Among the things that made director Derek Cianfrance’s breakout feature, Blue Valentine
, so powerful was its extremely limited scope. With The Place Beyond the Pines
, Cianfrance expands this scope, enveloping two families across more than a decade of distress, triumph and tragedy. Yet somewhere along the way, the director loses the heart that marked his previous triumph. The Place Beyond the Pines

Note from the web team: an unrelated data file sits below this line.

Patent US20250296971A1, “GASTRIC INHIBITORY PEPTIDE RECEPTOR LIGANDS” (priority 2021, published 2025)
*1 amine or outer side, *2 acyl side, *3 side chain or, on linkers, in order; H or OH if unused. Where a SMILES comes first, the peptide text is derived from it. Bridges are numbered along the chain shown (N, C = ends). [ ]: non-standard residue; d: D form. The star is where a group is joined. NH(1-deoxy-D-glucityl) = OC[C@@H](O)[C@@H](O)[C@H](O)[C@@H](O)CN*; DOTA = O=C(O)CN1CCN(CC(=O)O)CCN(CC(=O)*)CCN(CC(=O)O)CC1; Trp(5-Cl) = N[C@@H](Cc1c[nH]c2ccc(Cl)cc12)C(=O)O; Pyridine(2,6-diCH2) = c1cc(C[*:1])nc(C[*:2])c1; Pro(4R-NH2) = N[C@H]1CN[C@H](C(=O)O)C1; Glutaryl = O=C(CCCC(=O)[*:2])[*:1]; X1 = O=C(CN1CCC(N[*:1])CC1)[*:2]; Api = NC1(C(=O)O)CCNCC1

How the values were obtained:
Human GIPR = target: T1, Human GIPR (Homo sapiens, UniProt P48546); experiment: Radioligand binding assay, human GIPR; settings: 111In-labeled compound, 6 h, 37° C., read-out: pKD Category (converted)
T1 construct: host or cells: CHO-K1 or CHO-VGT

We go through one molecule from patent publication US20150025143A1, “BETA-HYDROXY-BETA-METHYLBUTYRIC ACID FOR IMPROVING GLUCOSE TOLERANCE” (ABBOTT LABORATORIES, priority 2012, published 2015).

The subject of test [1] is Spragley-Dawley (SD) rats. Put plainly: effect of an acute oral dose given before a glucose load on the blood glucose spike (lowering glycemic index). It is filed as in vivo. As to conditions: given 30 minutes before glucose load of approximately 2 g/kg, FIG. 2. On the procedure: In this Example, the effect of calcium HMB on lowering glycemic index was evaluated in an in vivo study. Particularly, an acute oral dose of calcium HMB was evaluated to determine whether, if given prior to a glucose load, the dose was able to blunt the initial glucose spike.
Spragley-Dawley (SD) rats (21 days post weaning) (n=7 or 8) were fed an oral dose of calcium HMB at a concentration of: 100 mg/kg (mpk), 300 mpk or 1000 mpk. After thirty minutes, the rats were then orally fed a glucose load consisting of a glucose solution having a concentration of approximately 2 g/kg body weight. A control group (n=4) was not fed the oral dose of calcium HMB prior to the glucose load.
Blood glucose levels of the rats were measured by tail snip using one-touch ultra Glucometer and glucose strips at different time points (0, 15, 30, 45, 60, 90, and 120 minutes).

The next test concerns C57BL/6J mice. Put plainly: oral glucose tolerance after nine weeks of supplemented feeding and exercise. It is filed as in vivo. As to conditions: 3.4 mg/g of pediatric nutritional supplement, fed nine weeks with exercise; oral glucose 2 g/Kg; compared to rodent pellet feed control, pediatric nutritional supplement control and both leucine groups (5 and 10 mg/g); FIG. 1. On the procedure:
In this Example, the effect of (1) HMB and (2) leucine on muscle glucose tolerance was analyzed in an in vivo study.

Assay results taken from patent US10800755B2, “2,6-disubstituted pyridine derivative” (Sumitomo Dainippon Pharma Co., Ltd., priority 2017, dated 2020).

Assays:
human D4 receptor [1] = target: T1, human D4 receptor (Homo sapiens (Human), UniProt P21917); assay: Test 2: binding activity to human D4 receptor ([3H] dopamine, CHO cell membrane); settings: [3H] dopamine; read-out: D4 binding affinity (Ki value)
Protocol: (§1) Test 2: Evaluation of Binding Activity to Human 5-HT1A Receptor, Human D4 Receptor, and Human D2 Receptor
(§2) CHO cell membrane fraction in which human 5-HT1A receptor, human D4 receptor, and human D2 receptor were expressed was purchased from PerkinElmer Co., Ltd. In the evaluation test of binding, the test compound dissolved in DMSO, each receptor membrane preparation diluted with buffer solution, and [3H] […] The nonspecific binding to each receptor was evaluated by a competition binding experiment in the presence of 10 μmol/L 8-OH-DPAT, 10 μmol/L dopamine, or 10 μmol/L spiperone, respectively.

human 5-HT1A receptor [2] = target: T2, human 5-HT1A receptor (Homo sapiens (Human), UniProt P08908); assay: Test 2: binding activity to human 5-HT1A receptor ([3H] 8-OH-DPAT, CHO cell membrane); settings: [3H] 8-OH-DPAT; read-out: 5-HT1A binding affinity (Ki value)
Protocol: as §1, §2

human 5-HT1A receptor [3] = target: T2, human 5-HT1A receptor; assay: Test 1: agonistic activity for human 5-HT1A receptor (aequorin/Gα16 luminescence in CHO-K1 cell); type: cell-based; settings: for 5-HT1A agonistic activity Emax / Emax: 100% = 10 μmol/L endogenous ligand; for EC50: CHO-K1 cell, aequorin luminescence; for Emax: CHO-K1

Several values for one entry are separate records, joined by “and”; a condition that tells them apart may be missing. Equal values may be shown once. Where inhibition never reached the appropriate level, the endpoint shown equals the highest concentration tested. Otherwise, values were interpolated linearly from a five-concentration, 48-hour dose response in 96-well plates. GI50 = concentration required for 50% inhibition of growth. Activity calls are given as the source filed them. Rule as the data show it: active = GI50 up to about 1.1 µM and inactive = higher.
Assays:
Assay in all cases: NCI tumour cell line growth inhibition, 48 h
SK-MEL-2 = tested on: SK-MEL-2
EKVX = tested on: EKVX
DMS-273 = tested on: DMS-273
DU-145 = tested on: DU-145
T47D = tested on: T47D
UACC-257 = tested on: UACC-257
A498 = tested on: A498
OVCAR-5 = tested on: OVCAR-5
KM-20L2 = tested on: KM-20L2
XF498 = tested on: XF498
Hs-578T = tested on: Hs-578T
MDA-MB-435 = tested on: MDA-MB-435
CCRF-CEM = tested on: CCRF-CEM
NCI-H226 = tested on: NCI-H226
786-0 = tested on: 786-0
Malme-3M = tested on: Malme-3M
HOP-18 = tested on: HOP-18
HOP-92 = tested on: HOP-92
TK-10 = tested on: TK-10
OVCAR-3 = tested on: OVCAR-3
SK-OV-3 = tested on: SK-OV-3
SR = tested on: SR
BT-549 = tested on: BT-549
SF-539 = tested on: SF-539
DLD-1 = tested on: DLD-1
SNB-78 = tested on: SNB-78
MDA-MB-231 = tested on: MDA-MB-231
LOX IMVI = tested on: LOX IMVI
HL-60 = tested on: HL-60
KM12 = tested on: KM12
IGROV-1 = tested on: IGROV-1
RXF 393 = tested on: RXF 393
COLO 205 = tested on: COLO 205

packs bravura performances across a sprawling narrative. But it’s also about 60 minutes longer than it needs to be, and runs out of gas after its remarkable first act. It’s a film that’s completely overstuffed, and oftentimes overcooked. In the film’s most captivating section, we’re introduced to Luke (Ryan Gosling), a carnival stuntman who discovers he's sired a son. As he turns to robbing banks, he crosses paths with a rookie cop (Bradley Cooper), who himself comes across massive corruption. Were that not enough, the film then fast-forwards 15 years to peer into the clichéd lives of the pair's sons. Each segment has a rushed quality, and too little time devoted to developing motivations. Had Cianfrance given his characters more room to breathe, the film might transcend the genre trappings it falls into so easily. In widening his lens, the director loses focus on the big picture.